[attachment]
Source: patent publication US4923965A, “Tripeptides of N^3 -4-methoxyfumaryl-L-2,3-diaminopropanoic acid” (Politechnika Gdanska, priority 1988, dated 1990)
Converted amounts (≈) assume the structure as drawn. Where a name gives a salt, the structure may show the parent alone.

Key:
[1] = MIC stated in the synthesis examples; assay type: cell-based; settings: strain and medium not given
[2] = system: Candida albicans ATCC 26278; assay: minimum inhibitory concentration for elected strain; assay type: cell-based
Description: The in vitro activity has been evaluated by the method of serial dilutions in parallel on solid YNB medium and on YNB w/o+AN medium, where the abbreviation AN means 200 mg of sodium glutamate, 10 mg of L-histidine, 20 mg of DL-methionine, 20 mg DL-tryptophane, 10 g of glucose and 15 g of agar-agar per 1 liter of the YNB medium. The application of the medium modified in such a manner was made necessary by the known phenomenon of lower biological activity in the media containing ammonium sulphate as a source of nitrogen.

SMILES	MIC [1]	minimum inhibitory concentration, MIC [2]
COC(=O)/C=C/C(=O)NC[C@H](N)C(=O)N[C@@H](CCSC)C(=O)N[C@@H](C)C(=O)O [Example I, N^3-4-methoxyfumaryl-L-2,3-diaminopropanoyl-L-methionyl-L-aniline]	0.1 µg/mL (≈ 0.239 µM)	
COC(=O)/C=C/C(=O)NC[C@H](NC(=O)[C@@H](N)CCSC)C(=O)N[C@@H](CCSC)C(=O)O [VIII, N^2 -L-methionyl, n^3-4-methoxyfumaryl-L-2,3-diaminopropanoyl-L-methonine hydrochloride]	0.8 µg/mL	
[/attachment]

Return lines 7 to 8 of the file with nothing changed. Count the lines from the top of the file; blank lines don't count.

SMILES	MIC [1]	minimum inhibitory concentration, MIC [2]
COC(=O)/C=C/C(=O)NC[C@H](N)C(=O)N[C@@H](CCSC)C(=O)N[C@@H](C)C(=O)O [Example I, N^3-4-methoxyfumaryl-L-2,3-diaminopropanoyl-L-methionyl-L-aniline]	0.1 µg/mL (≈ 0.239 µM)	